A shopper exits the Co-Opportunity grocery store on Broadway Tuesday afternoon. (photo by Brandon Wise)

CITYWIDE — Today marks the official start-date of Santa Monica’s one-use bag ban, although enforcement will not begin until Sept. 1.

After that date, a 10-cent fee will be placed on each bag used.

The six-month grace period will allow retailers to use up the plastic and paper bags they already have in stock, and do research on the kinds of reusable bags they want to purchase, said Josephine Miller, an environmental programs analyst at City Hall.

“We wanted to give the retail community outreach and support, since all of retail is affected by this,” she said.

In the meantime, City Hall will continue promoting reusable bags, both by partnering with veteran groups that make bags out of old military materials, and creating programs for people with too many bags to share the wealth with the community.

The bag-making program helps fulfill both a council directive that city staff provide funds for free bags as well as promoting green jobs, Miller said.

“[Vets are] making approximately 5,000 a month,” she said.

Veterans involved with occupational therapy made three different styles of bag, including a knapsack, pouch and traditional handle bag.

Bag giveaway events are posted on the Office of Sustainability and the Environment website, as well as the number of bags given away.

To date, over 1,000 bags have been distributed in the community.

Come April, OSE will coordinate reusable bag drop-offs, for those community members that feel they have too many bags on their hands.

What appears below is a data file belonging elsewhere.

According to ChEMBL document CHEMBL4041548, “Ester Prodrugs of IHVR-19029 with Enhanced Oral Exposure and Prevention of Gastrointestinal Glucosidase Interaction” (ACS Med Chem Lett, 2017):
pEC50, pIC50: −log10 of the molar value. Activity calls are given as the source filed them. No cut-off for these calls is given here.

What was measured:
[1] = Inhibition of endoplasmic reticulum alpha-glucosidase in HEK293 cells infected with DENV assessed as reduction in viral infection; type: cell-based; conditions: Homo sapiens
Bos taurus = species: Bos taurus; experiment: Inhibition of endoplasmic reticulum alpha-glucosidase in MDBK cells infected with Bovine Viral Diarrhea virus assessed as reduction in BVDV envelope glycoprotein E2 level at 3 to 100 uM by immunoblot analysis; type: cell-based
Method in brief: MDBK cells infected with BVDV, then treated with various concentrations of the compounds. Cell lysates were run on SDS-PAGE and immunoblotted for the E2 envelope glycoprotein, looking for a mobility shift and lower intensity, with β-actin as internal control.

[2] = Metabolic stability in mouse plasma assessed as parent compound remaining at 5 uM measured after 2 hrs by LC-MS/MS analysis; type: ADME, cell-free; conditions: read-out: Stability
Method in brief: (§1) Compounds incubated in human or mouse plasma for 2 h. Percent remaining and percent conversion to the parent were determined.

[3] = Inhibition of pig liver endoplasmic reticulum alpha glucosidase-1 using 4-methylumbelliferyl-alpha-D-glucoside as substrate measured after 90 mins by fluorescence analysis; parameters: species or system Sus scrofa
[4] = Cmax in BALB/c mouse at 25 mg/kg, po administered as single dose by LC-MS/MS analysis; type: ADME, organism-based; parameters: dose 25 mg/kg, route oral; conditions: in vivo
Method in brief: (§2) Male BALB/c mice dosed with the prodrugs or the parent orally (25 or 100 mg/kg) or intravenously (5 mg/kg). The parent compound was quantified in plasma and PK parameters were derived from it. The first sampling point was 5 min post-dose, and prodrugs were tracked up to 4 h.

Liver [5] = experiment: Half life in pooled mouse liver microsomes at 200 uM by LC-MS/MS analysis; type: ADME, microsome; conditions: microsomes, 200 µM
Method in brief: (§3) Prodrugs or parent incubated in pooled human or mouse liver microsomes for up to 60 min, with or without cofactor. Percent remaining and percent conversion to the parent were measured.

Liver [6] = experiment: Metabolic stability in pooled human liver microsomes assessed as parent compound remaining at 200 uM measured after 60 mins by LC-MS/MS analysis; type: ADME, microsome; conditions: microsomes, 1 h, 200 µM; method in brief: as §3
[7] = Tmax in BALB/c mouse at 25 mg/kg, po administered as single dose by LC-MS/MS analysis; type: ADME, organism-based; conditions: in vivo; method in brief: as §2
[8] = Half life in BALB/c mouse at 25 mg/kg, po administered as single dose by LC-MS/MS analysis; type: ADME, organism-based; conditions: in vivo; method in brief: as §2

“If you have bags you’re not using, share them with other people,” Miller said.

The environmental community appreciates the symbolism of the date, but is really looking forward to September when the actual ban comes into effect, said Kirsten James, water quality director at Heal the Bay.

“Plastic bags are one of the most commonly found items during Heal the Bay beach and creek cleanups,” James said. “They get to the beach and they’re a blight on both the beach and urban communities. They also impact marine life.”

Marine animals get tangled up in the bags, or eat them, which makes a big impact, James said.

Heal the Bay was behind the push for the ordinance in Santa Monica, as well as a sponsor for Assemblywoman Julia Brownley’s failed attempt to get legislation statewide.

“It’s been a really long time,” James said. “We’ve been advocating for bag bans for about five years now, and we’ve been with Santa Monica through the whole process, which has been quite lengthy.”

The business community hasn’t shown any hostility toward the ban, said Brian Chase, director of government affairs with the Santa Monica Chamber of Commerce.

“Our environmental affairs committee has put the proposed single use ban on the agenda each month,” Chase said. “There’s always been a sense of optimism.”

The hospitality industry hasn’t voiced any concern about the ban, Chase said.

“In that same vein, it’s important to keep in mind that our environmentally-friendly image is something that’s attractive as well,” he said. “A lot of people come because it’s a forward-thinking community.”


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